“I’ll expect unquestioning service from you. I’ll expect you to be mine—not a trick, not a lover, not a person—just a piece of ass who happens to be my personal servant.” – Mr. Benson
Title: Mr. Benson: A Novel
Author: John Preston
Publisher: Cleis Press
Pages/Word Count: 230 Pages
Rating: 4 Stars
Blurb: Mr. Benson is the compelling story of a young man’s quest for the perfect master. In a West Village leather bar, he finds wealthy, sophisticated, exacting Aristotle Benson, who leads him down the path of erotic enlightenment, teaching him to accept cruelty as love, anguish as affection, and ultimately, Mr. Benson as his master.
If John Preston, the masterly, handsome author of more than 30 books, was himself a gay icon, his character Mr. Benson defined the culture of gay sex for an entire generation. When Mr. Benson appeared in the pre-AIDS early 1980s, its unabashed celebration of male sexuality made it a cult favorite among gay men, many of whom wore T-shirts declaring that they were “looking for Mr. Benson.” The novel’s fresh voice and insights into identity, desire, power, and love influenced a generation of writers and editors, including Anne Rice, Samuel Delany, Michael Lowenthal, Laura Antoniou, Joan Nestle, Michael Rowe, and Cecilia Tan. Mr. Benson was Preston’s first novel and was followed by many more books from the proud, self-styled “pornographer.”
Review: When you see John Preston’s name anywhere in relationship to gay erotic fiction, you rarely ever see it mentioned without the words iconic and/or pioneer used somewhere nearby. He’s been credited with contributing to, if not spearheading, the evolution of quality gay fiction, and based upon his book Mr. Benson, I’d say he, at the very minimum, elevated BDSM erotica to a kinky literary art form before his passing in 1994.
I was going to begin this review by saying Mr. Benson isn’t a book for everyone, but I’m not sure it’s my job to give content warnings for the books I choose to read, so let me just say this—if BDSM is usually a sub-genre of M/M fiction you gravitate toward, please know that John Preston takes it to the extreme. Not only is Aristotle Benson an enthusiastic sadist, but Jamie, the book’s narrator and Mr. Benson’s devoted slave, is an equally enthusiastic masochist, and there’s nothing in the way of tenderness in their relationship, at least not in an overt or clichéd romantic way. There’s nothing that Jamie won’t trust his master to do to him, and Mr. Benson pushes Jamie to take everything he sees fit to dish out.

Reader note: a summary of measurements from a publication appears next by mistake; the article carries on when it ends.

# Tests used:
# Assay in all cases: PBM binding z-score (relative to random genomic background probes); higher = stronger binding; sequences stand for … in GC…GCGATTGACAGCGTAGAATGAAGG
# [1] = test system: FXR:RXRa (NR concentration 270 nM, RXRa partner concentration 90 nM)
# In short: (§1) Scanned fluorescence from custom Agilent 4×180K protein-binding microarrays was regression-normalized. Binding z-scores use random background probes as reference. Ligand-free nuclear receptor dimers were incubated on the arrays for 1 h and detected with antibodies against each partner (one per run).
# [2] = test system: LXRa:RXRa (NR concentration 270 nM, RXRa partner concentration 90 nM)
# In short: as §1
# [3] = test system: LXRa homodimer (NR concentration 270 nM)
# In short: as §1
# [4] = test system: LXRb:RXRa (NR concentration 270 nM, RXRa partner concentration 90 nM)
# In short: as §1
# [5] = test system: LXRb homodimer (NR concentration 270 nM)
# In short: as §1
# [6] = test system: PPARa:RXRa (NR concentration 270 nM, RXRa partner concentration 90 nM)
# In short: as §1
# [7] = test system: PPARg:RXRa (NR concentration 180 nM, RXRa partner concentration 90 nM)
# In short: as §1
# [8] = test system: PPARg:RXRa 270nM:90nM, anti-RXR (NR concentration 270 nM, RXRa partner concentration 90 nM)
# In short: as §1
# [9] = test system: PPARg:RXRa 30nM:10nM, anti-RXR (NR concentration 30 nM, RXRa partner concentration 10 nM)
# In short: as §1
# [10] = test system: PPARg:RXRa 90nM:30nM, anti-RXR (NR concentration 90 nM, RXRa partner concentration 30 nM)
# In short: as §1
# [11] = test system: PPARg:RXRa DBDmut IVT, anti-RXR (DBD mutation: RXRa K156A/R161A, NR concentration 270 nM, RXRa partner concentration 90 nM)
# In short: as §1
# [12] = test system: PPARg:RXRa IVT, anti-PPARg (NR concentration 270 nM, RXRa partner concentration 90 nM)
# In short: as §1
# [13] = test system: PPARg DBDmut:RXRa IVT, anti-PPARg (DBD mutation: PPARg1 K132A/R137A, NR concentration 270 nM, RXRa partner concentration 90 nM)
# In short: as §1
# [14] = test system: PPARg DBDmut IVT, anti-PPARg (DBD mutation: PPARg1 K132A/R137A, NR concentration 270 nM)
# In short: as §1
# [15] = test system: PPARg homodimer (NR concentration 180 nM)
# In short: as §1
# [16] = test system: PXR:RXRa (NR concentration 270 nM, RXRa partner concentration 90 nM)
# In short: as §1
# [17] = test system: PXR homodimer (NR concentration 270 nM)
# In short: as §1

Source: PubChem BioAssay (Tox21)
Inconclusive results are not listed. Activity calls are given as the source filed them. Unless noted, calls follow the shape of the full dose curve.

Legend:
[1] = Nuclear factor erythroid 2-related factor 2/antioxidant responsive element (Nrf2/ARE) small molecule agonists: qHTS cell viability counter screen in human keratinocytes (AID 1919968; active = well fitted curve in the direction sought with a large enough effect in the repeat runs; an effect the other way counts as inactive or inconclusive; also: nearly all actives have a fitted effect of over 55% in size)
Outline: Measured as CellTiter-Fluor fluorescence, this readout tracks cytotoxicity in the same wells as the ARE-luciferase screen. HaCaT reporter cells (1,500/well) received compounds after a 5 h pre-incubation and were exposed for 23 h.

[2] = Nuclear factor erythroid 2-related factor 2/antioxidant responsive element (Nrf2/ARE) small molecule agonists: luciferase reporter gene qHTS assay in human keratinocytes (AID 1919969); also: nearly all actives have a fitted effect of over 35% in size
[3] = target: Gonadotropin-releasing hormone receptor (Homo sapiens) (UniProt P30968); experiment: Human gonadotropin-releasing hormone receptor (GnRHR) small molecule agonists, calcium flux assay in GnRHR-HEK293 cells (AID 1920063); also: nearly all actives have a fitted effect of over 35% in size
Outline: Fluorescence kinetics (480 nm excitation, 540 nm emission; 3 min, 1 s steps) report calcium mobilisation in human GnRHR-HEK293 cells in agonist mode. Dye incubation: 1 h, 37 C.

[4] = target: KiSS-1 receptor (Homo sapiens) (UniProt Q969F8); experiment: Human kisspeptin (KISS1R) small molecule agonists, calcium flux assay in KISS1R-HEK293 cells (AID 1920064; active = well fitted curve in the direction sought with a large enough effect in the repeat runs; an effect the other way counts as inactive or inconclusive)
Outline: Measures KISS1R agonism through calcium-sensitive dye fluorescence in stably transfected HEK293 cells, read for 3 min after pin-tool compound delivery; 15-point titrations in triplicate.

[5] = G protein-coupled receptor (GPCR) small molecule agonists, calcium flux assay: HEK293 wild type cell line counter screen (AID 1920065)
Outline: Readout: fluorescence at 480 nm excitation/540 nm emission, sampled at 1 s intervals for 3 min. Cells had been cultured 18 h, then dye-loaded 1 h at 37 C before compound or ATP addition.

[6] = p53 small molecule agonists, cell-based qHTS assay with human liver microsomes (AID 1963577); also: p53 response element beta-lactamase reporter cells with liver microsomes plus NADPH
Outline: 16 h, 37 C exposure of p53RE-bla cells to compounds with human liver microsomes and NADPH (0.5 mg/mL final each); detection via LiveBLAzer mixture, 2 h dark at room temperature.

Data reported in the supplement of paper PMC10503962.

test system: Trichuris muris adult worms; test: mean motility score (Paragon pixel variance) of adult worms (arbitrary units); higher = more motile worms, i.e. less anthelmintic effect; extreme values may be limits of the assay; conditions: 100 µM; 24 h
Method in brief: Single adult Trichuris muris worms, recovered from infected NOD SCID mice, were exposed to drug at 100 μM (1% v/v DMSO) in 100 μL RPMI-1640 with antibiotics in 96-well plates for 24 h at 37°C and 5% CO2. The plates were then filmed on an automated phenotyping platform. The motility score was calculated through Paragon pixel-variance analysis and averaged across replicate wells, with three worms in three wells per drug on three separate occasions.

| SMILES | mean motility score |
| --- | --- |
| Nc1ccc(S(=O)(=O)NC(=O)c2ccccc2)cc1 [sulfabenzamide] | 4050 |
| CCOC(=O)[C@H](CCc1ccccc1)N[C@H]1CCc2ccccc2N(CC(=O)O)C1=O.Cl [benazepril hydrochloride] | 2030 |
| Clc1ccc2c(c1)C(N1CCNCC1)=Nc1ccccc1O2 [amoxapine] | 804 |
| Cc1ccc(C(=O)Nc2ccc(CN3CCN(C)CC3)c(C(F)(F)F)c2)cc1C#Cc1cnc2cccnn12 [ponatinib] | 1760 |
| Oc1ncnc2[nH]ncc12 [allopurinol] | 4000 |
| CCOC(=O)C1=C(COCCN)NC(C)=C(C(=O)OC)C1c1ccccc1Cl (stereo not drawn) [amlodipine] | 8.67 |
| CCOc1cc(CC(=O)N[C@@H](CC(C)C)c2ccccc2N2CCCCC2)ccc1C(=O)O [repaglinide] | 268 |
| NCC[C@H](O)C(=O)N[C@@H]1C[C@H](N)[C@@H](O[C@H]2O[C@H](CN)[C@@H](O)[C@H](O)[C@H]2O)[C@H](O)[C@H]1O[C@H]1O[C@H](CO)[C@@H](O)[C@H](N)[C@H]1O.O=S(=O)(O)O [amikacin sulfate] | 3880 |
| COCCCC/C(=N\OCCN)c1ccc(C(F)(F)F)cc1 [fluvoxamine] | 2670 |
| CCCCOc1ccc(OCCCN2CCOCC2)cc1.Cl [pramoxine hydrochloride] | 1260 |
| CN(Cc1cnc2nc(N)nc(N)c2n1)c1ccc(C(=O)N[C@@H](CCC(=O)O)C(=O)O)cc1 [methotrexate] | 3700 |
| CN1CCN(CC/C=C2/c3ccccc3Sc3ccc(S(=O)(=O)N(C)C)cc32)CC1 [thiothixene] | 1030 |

Mr. Benson is exemplary in its portrayal of a man who must dominate and a man who must be owned and dominated, and working to get inside the mindset of these character was sublime. They’re not role playing master and slave for the kinky thrill of it; they are master and slave and are committed to taking and giving what the other needs. Why Jamie needed to prove himself worthy of Mr. Benson by allowing all manner of humiliation to befall him isn’t really a question that’s answered. His fundamental need–why is being owned by Mr. Benson imperative to Jamie?–isn’t a question that needs answering because there is no reason to desire. What needed proven was that Mr. Benson was the man who was worthy of Jamie’s unquestioning devotion, and John Preston did a good job of convincing me that these two men were the yin to the other’s yang. Mr. Benson becomes Jamie’s anchor and, in turn, Jamie becomes more to Mr. Benson than just a trick. They worked together as not only Dom and sub but as owner and owned. Where this book took a slight left turn into cliché-land was with the requisite Big Misunderstanding that delivers these two men to their eventual resolution. That said, however, why the misunderstanding is significant to the plot is in the illustration of just how fragile Jamie is, and what happens to Jamie after, both psychologically and physically, serves to define the magnitude of his needs and Mr. Benson’s influence on his life.
Where the book went off the rails for me, just as I was deeply engaged in the roles Mr. Benson and Jamie would play in each other’s lives—where Mr. Benson would serve Jamie’s needs, and Jamie would be the submissive Mr. Benson wanted, and grows to need—is in a rather unfortunate jumping-the-shark kidnapping and human trafficking subplot that was resolved far too easily to serve any sort of meaningful purpose other than showing the reader that Mr. Benson’s feelings for Jamie perhaps run far deeper than he’s willing to express verbally. Although, I must say the epilogue told from Mr. Benson’s point-of-view, which I loved, goes some way toward redeeming the event that he affectionately understates as his little bastard’s ridiculous mess.
Mr. Benson was originally published in 1983, and as I was writing this review I couldn’t help but wonder if John Preston were alive today, what he’d think of a straight woman living in the heart of the Midwest reading his book. And not only reading it but liking it. Thirty years has wrought a lot of change.
The only caveat I will throw out there about the book is this: be prepared for sticker shock. It would appear the publisher is attempting to capitalize on this author’s legacy by woefully overcharging for Mr. Benson’s scant two-hundred-thirty (somewhat poorly edited) e-pages. But, then again, I bought it, so I guess it’s true: there really is a sucker born every minute.
You can buy Mr. Benson: A Novel here: